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It's Halloween! Kick up your heels, hooves and paws!

October 10, 2011

Halloween is close at hand. Did you mean to concoct a show-stopping costume, but time got away from you? Never fear! Here are a handful of ideas for quick ears and tails you can whip together in an evening. Add a few accessories, and ka-pow! Your one-of-a-kind animal costume is complete, and you haven't lost a huge chunk of your life to make it happen.

 

Let's start with a bunny. The inspiration for this one is Winnie the Pooh's friend Rabbit, so I chose a pale yellow minky. For all of these projects, you'll need a headband. For the rabbit ears, you'll want a wide band -- 1.5" to 2". Here's the lowdown on how it goes together:

 

Draw out your ear pattern. You don't have to be daVinci. Just a quick sketched out shape on note paper works just fine.

 

1-BunnyPattern.jpg

 

Cut 4 pieces of elastic the same width as headband. You want the finished product to hug the headband pretty tightly, so there's no need to cut it wider.

 

2-BunnyElastic.jpg

 

 

Cut 4 ear pieces. Sew your elastic to the right side of each ear front and back using a 1/8" seam allowance and joining the fronts to the backs using 2 pieces of elastic.

 

3-BunnyEarsElasticJumpers.jpg


Sew ears together and turn, then cut craft foam to fit into the ear, using your seamline as a rough guide.

 

4-BunnyCraftFoam.jpg

 

Slide your craft foam into each ear, then slide your finished ears onto your headband, adjusting foam to create the desired shape.

 

5-BunnyEarsFinished.jpg

 

The tail goes together quick as a wink. Cut a round shape from your fabric (I use a dinner plate as a guide), and use a running stitch around the outer edge of the circle to gather it into a pouf shape, gently stuffing it with poly fill or batting scraps as you go.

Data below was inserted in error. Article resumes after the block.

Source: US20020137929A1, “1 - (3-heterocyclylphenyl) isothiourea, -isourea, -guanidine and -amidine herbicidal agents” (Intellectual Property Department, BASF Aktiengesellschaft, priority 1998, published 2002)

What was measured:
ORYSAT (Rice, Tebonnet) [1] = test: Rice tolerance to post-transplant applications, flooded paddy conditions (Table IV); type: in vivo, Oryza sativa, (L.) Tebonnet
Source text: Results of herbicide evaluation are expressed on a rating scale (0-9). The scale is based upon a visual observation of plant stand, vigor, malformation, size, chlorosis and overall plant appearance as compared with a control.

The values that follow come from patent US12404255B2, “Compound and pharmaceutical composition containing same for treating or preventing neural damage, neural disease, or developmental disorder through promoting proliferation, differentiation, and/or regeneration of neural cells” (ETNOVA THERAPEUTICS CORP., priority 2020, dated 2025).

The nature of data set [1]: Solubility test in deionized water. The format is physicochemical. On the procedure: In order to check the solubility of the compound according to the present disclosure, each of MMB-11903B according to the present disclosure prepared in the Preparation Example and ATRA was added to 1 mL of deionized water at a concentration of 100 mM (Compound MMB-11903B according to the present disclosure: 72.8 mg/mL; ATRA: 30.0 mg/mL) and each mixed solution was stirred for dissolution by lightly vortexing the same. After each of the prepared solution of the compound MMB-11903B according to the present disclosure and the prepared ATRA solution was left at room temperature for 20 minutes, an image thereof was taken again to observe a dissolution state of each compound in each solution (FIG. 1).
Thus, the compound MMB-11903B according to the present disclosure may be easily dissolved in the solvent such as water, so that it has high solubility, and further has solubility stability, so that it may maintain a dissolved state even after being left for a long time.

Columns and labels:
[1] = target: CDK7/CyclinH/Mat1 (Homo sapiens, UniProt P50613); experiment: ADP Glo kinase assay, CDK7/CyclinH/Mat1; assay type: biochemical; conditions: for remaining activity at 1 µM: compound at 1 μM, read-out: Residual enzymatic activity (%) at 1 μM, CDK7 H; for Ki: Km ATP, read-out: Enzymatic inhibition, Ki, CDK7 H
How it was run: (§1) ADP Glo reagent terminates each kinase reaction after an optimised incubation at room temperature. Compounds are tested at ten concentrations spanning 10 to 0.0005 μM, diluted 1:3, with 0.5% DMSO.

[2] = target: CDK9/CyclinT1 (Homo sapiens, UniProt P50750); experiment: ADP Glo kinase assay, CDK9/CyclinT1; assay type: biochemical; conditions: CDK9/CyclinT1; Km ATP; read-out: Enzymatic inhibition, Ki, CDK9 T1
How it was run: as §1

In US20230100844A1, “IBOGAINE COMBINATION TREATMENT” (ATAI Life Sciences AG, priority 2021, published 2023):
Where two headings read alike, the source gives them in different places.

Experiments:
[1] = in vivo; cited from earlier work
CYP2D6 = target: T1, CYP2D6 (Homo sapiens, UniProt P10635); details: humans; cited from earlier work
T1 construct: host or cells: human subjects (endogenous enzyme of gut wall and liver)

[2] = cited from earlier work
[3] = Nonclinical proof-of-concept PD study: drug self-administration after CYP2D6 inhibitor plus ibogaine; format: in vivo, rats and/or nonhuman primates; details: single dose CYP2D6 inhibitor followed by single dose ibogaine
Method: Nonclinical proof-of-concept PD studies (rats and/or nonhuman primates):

6-TailInProcess.jpg

 

Once you like the shape of your tail, tighten your thread and tie off. To attach your completed bunny tail, you can add a ribbon loop at the back to clip it to your clothes, or simply safety pin it into place.

 


7-BunnyTailFinished.jpg

 

Next up, puppies! This one is great to make in a Dalmatian print, especially if you have a Cruella de Vil in your Halloween crew.

 

Just like the bunny, sketch out a pattern.

 

8-PuppyPattern.jpg

 

Cut 4 ear pieces, and assemble each ear by sewing right sides together and leaving narrow base open for turning. Once the ears are turned, fold in the raw edges and stitch closed close to folded edge.

 

9-PuppyEdgeClosure.jpg

 

Attach a piece of elastic (once again cut to the width of your headband) to each ear base at each end of elastic.

 

10-PuppyElastic.jpg

 

Slide your ears onto your headband so that the elastic is on the underside of the band and the ear flops downward.

 

11-PuppyEarsFinished.jpg

 

To make a tail, cut a long narrow rectangle of fabric (mine was 18" by 3.5"), and stitch it down one side to form a tube, rounding the bottom as you close it. Turn right side out and stuff gently to add body without making the tail stiff. As with the rabbit project above, you can attach a loop for clips, or pin it to your outfit.

 

12-PuppyTail.jpg

 


Time for piggies!

I had to look at some photos of pigs to get a sense of their ear shape, then sketched out my pattern and cut it out of bubblegum pink minky (wouldn't Pink Minky make an awesome band name?).

 

13-PiggyPattern.jpg

 

Unlike the previous two projects, this one has ears that fold in the middle -- the idea is to leave a small opening that you can thread a narrow headband through. I folded each ear down the middle and stitched, leaving a small notch open on one side at the fold, and a wider space unstitched on the other side, to make turning and inserting craft foam easier.

 

14-PiggyStitchin.jpg

 

Just like the bunny ears, I cut craft foam to fit the interior, then turned the ears right side out and slipped the foam in. I threaded my headband through the open edges of the ears, then hand stitched the openings to close around the headband.

 

15-PiggyEarsFinished.jpg

 

For the tail, I cut another rectangle of fabric -- about 8" by 3" -- but I didn't sew it closed into a tube. Instead, I used the stretch stitch on my machine to apply 1/4" elastic along the seam line, stretching tightly as I went, and tapering in to make a point at the closed end. I cannot stress the tightness of the elastic enough. If you don't stretch it to the maximum possible amount, the tail won't do its cute trick when it's done. When you turn the tail right side out, it curls up!